Following weeks of sing-along protests, police misconduct, and a chaotic LegCo meeting which saw 10 pan-democrats forcibly ejected from the chamber, hundreds of Hong Kong’s protesters turned out to shopping malls across the city yesterday to voice their anger at the government.
Many of the protests saw tense confrontations between the police and civilians, with participants accusing police officers of infringing on their rights, as well as excessive use of crowd control weapons like pepper spray and pepper balls. In a press statement today, the Hong Kong police force announced that its officers had arrested around 230 people aged 12 to 65 over the course of the day, while hospital officials told RTHK that 18 people were taken to the ER for injuries related to the protests.
According to online posts, pro-democracy protesters were intending to hold an unauthorized march, which was scheduled to start at 2pm in Tsim Sha Tsui. However, a heavy police presence near the meeting point and zealous stop-and-searches quashed any hope of a march, leading protesters to stage demonstrations inside shopping malls across the city instead.
That is how #hkpolice do stop and search in #hongkong, even though #Hongkongers were just standing on the pavement in one of the busiest tourist attractions on #mothersday2020. pic.twitter.com/Hv86pWFS9U
— Demosistō 香港眾志 😷 (@demosisto) May 10, 2020
Riot police told civilians that they were violating the government’s anti-epidemic restrictions on public gatherings, which bar people from gathering in groups of more than 8, and issued a total of 19 fixed penalty notices over the day. As tensions rose in Harbour City, riot police officers were seen fighting with police liaison officers, while riot police in another part of the mall were filmed taunting and intimidating a 13-year-old student journalist, surnamed Luk, from Student Depth Media before eventually detaining him.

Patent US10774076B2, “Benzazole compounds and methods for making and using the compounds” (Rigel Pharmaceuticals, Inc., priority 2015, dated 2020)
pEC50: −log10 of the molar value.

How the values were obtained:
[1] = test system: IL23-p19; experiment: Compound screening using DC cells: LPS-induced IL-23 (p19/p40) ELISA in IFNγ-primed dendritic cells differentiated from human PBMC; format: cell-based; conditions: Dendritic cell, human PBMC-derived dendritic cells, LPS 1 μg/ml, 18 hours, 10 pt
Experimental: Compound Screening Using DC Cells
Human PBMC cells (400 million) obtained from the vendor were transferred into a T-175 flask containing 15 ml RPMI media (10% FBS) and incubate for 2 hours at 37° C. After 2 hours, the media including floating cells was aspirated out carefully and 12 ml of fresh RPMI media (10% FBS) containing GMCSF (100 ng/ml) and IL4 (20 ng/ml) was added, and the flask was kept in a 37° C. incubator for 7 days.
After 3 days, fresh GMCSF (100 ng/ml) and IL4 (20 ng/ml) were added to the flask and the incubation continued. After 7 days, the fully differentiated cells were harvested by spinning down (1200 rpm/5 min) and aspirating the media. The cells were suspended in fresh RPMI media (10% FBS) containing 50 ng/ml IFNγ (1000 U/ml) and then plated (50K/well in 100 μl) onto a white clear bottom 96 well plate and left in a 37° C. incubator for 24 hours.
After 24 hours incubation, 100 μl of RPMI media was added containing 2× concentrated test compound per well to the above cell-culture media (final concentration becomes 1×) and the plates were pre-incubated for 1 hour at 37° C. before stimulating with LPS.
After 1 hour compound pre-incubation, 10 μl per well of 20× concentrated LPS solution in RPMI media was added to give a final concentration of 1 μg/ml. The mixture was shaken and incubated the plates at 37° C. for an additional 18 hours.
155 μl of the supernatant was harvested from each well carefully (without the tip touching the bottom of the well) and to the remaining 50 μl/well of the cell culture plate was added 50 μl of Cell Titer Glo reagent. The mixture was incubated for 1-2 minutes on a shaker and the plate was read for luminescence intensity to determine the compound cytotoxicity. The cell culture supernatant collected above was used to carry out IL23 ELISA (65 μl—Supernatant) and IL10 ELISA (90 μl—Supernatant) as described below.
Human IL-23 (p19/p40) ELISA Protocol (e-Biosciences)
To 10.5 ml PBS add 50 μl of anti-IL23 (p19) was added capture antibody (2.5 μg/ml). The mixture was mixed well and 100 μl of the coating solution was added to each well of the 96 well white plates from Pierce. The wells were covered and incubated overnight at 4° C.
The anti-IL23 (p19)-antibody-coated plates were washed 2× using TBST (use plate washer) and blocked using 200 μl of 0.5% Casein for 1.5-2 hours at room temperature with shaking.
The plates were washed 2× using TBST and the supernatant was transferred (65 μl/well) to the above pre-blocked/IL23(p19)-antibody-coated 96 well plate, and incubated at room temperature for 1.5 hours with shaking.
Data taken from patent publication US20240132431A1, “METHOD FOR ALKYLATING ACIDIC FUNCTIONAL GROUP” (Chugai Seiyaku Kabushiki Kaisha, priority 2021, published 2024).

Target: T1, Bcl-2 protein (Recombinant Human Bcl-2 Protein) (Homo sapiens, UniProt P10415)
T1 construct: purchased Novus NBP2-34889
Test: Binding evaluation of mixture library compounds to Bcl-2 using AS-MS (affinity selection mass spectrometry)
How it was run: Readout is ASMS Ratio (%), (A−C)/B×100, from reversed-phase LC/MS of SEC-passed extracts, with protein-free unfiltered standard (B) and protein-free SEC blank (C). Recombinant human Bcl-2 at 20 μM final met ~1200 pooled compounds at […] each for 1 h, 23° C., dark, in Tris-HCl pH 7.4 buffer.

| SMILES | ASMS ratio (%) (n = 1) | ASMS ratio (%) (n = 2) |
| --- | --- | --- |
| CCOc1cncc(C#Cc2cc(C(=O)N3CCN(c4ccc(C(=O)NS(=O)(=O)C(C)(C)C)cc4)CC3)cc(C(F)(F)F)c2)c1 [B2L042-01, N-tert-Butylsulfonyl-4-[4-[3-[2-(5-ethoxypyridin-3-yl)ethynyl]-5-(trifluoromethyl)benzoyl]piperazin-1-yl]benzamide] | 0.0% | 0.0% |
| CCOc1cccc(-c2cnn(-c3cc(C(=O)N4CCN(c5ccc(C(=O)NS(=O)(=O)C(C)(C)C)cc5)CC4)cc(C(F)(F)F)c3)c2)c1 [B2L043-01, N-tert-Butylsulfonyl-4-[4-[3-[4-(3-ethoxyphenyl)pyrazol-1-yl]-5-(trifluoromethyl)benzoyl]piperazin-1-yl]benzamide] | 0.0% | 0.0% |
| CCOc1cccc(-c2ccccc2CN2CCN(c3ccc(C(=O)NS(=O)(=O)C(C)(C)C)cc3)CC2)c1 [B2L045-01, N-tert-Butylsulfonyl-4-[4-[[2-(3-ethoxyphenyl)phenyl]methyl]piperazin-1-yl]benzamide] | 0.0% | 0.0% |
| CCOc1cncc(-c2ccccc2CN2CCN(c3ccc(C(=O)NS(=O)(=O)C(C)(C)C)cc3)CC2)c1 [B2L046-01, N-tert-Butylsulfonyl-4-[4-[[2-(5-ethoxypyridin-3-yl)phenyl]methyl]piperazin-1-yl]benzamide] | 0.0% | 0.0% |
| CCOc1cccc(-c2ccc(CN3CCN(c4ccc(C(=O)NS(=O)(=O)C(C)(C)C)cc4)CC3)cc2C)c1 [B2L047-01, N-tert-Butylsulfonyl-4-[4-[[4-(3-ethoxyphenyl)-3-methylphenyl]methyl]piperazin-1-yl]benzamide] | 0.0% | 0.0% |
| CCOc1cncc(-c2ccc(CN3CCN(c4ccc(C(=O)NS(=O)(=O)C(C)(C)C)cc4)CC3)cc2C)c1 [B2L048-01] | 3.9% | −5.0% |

Live reports claimed that Luk was arrested, along with a 16-year-old girl who also works as a reporter for Student Depth Media. Police later said that they had detained the teens “for their own safety” and had not arrested either of them. However, Luk’s mother later told reporters that police had threatened to arrest her for child neglect if they saw the young reporter at another political demonstration. Luk also told reporters that police claimed he was violating child labor laws by working as a journalist, despite his assertion that he was a volunteer and did not receive any payment for his efforts.
Police harass & threaten 13 yo journalist from Student Depth Media to “go back home & die!”
1700 |Tsim Sha Tsui Harbour City
Riot police also mocked his height by gesturing how short he is.
He was arrested & taken into a police van pic.twitter.com/PDGxihcoMQ
— Hong Kong – Be Water (@BeWaterHKG) May 10, 2020
Meanwhile, riot police fired pepper spray balls towards civilians in the luxury MOKO shopping center after someone allegedly threw a bottle at the police from a higher floor. Police reportedly arrested 10 people at the Mong Kok mall, including a 22-year-old man who they claimed was in possession of petrol bomb-making materials like gasoline, towels, and lighters, as well as unspecified “dangerous drugs”.
— Studio Incendo (@studioincendo) May 10, 2020
Photographs and videos of police pointing weapons at civilians and detaining demonstrators with excessive force at MOKO have been shared widely on Telegram, including a picture which reportedly shows a police officer pinning a young boy on the floor of the mall’s food court.
A video of a crying baby has also been widely shared, with netizens reporting that it was taken in MOKO after police fired pepper spray balls. Police said in a statement that they had taken “enforcement actions” after receiving reports from citizens that there were protesters who “held banners, chanted slogans, and breached public peace”.